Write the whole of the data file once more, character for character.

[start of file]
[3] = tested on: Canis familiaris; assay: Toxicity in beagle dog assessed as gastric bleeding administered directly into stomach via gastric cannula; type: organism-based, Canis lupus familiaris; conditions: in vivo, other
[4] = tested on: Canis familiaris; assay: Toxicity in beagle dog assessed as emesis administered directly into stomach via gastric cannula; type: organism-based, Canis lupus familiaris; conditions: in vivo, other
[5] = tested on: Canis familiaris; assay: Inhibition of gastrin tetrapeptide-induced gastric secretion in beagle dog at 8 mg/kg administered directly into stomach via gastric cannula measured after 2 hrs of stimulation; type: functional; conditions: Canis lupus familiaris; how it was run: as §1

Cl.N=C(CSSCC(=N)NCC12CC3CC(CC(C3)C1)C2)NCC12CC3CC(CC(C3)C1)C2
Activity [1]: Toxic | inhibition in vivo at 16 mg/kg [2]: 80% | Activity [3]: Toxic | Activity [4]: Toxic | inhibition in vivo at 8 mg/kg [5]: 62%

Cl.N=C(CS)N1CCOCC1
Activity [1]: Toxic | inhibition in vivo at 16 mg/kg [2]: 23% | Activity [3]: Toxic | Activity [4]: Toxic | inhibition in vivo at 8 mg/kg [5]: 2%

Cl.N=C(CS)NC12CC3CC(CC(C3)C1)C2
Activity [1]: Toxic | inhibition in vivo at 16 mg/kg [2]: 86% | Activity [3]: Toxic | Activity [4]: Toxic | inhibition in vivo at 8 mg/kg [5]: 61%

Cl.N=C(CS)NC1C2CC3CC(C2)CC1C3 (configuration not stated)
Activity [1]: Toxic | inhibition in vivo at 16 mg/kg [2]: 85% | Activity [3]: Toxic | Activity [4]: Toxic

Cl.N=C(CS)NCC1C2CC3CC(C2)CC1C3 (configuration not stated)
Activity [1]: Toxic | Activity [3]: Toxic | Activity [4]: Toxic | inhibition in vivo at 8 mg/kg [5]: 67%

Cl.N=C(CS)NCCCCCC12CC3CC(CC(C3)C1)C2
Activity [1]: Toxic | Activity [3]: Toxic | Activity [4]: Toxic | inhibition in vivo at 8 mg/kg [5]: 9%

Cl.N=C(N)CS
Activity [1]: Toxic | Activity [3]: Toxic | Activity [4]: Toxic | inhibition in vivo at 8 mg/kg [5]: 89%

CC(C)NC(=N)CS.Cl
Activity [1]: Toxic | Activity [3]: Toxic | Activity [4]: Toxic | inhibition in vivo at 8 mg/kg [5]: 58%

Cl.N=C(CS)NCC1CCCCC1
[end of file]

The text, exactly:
[3] = tested on: Canis familiaris; assay: Toxicity in beagle dog assessed as gastric bleeding administered directly into stomach via gastric cannula; type: organism-based, Canis lupus familiaris; conditions: in vivo, other
[4] = tested on: Canis familiaris; assay: Toxicity in beagle dog assessed as emesis administered directly into stomach via gastric cannula; type: organism-based, Canis lupus familiaris; conditions: in vivo, other
[5] = tested on: Canis familiaris; assay: Inhibition of gastrin tetrapeptide-induced gastric secretion in beagle dog at 8 mg/kg administered directly into stomach via gastric cannula measured after 2 hrs of stimulation; type: functional; conditions: Canis lupus familiaris; how it was run: as §1

Cl.N=C(CSSCC(=N)NCC12CC3CC(CC(C3)C1)C2)NCC12CC3CC(CC(C3)C1)C2
Activity [1]: Toxic | inhibition in vivo at 16 mg/kg [2]: 80% | Activity [3]: Toxic | Activity [4]: Toxic | inhibition in vivo at 8 mg/kg [5]: 62%

Cl.N=C(CS)N1CCOCC1
Activity [1]: Toxic | inhibition in vivo at 16 mg/kg [2]: 23% | Activity [3]: Toxic | Activity [4]: Toxic | inhibition in vivo at 8 mg/kg [5]: 2%

Cl.N=C(CS)NC12CC3CC(CC(C3)C1)C2
Activity [1]: Toxic | inhibition in vivo at 16 mg/kg [2]: 86% | Activity [3]: Toxic | Activity [4]: Toxic | inhibition in vivo at 8 mg/kg [5]: 61%

Cl.N=C(CS)NC1C2CC3CC(C2)CC1C3 (configuration not stated)
Activity [1]: Toxic | inhibition in vivo at 16 mg/kg [2]: 85% | Activity [3]: Toxic | Activity [4]: Toxic

Cl.N=C(CS)NCC1C2CC3CC(C2)CC1C3 (configuration not stated)
Activity [1]: Toxic | Activity [3]: Toxic | Activity [4]: Toxic | inhibition in vivo at 8 mg/kg [5]: 67%

Cl.N=C(CS)NCCCCCC12CC3CC(CC(C3)C1)C2
Activity [1]: Toxic | Activity [3]: Toxic | Activity [4]: Toxic | inhibition in vivo at 8 mg/kg [5]: 9%

Cl.N=C(N)CS
Activity [1]: Toxic | Activity [3]: Toxic | Activity [4]: Toxic | inhibition in vivo at 8 mg/kg [5]: 89%

CC(C)NC(=N)CS.Cl
Activity [1]: Toxic | Activity [3]: Toxic | Activity [4]: Toxic | inhibition in vivo at 8 mg/kg [5]: 58%

Cl.N=C(CS)NCC1CCCCC1